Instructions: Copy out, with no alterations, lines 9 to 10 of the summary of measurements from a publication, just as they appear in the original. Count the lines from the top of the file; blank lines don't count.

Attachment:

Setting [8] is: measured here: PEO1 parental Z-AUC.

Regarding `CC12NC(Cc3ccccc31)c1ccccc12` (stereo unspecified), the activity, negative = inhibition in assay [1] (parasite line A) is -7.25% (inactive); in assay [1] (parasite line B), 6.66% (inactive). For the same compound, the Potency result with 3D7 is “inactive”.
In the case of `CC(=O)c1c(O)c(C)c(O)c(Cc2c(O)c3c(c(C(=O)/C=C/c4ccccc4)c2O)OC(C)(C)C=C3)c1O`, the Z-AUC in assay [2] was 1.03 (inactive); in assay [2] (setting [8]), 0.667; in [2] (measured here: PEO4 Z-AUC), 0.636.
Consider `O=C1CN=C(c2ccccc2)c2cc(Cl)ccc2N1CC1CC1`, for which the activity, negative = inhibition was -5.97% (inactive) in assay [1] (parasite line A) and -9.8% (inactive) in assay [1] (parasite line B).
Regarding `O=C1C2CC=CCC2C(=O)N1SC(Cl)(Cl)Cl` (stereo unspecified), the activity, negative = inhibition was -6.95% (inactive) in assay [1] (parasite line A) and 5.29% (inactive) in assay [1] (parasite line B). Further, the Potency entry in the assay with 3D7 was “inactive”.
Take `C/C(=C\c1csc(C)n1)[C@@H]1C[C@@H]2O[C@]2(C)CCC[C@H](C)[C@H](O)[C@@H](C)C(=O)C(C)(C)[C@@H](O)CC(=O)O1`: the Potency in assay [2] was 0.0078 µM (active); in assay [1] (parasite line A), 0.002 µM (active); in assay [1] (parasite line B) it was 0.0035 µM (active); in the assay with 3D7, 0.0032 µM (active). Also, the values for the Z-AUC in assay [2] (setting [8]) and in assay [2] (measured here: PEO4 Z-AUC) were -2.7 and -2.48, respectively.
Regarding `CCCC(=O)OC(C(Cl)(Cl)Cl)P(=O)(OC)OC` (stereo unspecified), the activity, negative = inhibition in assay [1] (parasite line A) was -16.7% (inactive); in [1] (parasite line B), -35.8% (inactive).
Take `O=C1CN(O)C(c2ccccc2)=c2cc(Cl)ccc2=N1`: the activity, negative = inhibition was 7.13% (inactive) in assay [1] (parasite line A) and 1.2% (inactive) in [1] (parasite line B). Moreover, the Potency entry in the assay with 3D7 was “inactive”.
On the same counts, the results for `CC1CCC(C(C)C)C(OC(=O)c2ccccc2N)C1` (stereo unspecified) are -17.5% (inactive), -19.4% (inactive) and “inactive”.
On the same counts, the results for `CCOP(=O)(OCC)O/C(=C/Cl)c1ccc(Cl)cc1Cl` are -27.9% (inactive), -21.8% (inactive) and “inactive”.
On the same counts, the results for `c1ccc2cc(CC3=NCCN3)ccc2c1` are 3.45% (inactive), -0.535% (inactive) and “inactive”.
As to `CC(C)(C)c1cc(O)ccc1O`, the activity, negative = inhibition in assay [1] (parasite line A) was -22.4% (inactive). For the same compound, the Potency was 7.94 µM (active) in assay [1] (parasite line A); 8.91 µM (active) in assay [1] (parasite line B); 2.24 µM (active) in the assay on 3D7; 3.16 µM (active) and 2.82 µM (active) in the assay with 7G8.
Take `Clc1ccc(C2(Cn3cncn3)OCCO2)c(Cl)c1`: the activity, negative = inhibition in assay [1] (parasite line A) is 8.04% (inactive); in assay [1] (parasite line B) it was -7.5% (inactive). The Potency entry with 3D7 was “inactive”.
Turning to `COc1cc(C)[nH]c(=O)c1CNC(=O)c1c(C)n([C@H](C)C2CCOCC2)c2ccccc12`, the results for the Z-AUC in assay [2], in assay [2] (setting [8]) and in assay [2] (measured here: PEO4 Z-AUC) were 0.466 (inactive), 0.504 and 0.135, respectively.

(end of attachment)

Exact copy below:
On the same counts, the results for `CC1CCC(C(C)C)C(OC(=O)c2ccccc2N)C1` (stereo unspecified) are -17.5% (inactive), -19.4% (inactive) and “inactive”.
On the same counts, the results for `CCOP(=O)(OCC)O/C(=C/Cl)c1ccc(Cl)cc1Cl` are -27.9% (inactive), -21.8% (inactive) and “inactive”.